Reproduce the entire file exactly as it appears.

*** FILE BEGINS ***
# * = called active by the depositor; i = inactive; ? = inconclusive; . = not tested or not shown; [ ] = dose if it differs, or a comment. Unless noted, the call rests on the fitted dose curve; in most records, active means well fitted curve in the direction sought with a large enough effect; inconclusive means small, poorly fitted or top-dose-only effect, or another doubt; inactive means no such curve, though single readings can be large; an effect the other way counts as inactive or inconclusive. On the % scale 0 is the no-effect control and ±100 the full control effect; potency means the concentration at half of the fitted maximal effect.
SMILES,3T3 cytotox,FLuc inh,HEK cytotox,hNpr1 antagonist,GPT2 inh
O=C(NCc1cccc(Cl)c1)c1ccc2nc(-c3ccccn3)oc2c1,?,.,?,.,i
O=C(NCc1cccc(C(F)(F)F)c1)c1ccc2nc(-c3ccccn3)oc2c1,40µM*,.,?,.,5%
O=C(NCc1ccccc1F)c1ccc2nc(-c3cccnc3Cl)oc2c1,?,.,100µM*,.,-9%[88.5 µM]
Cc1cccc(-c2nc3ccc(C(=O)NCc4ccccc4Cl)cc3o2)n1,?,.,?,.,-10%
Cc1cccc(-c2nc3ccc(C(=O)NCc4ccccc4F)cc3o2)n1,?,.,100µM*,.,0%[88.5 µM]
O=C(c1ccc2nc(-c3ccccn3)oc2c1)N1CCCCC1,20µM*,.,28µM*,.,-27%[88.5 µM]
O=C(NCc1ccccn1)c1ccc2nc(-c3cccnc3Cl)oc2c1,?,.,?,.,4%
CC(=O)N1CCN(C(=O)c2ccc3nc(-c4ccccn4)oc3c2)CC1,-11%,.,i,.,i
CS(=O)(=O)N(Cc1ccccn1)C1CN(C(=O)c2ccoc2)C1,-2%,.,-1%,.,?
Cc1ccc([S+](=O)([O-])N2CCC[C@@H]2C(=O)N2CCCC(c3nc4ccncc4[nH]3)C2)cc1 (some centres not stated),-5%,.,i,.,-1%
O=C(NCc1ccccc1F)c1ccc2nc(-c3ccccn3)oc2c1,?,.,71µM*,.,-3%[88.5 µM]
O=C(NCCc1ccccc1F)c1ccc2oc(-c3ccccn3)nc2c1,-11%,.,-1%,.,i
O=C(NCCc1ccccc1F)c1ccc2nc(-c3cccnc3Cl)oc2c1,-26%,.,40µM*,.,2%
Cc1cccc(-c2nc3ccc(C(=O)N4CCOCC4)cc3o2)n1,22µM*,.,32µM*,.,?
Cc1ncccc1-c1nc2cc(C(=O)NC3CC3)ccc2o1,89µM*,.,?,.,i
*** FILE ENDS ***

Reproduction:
# * = called active by the depositor; i = inactive; ? = inconclusive; . = not tested or not shown; [ ] = dose if it differs, or a comment. Unless noted, the call rests on the fitted dose curve; in most records, active means well fitted curve in the direction sought with a large enough effect; inconclusive means small, poorly fitted or top-dose-only effect, or another doubt; inactive means no such curve, though single readings can be large; an effect the other way counts as inactive or inconclusive. On the % scale 0 is the no-effect control and ±100 the full control effect; potency means the concentration at half of the fitted maximal effect.
SMILES,3T3 cytotox,FLuc inh,HEK cytotox,hNpr1 antagonist,GPT2 inh
O=C(NCc1cccc(Cl)c1)c1ccc2nc(-c3ccccn3)oc2c1,?,.,?,.,i
O=C(NCc1cccc(C(F)(F)F)c1)c1ccc2nc(-c3ccccn3)oc2c1,40µM*,.,?,.,5%
O=C(NCc1ccccc1F)c1ccc2nc(-c3cccnc3Cl)oc2c1,?,.,100µM*,.,-9%[88.5 µM]
Cc1cccc(-c2nc3ccc(C(=O)NCc4ccccc4Cl)cc3o2)n1,?,.,?,.,-10%
Cc1cccc(-c2nc3ccc(C(=O)NCc4ccccc4F)cc3o2)n1,?,.,100µM*,.,0%[88.5 µM]
O=C(c1ccc2nc(-c3ccccn3)oc2c1)N1CCCCC1,20µM*,.,28µM*,.,-27%[88.5 µM]
O=C(NCc1ccccn1)c1ccc2nc(-c3cccnc3Cl)oc2c1,?,.,?,.,4%
CC(=O)N1CCN(C(=O)c2ccc3nc(-c4ccccn4)oc3c2)CC1,-11%,.,i,.,i
CS(=O)(=O)N(Cc1ccccn1)C1CN(C(=O)c2ccoc2)C1,-2%,.,-1%,.,?
Cc1ccc([S+](=O)([O-])N2CCC[C@@H]2C(=O)N2CCCC(c3nc4ccncc4[nH]3)C2)cc1 (some centres not stated),-5%,.,i,.,-1%
O=C(NCc1ccccc1F)c1ccc2nc(-c3ccccn3)oc2c1,?,.,71µM*,.,-3%[88.5 µM]
O=C(NCCc1ccccc1F)c1ccc2oc(-c3ccccn3)nc2c1,-11%,.,-1%,.,i
O=C(NCCc1ccccc1F)c1ccc2nc(-c3cccnc3Cl)oc2c1,-26%,.,40µM*,.,2%
Cc1cccc(-c2nc3ccc(C(=O)N4CCOCC4)cc3o2)n1,22µM*,.,32µM*,.,?
Cc1ncccc1-c1nc2cc(C(=O)NC3CC3)ccc2o1,89µM*,.,?,.,i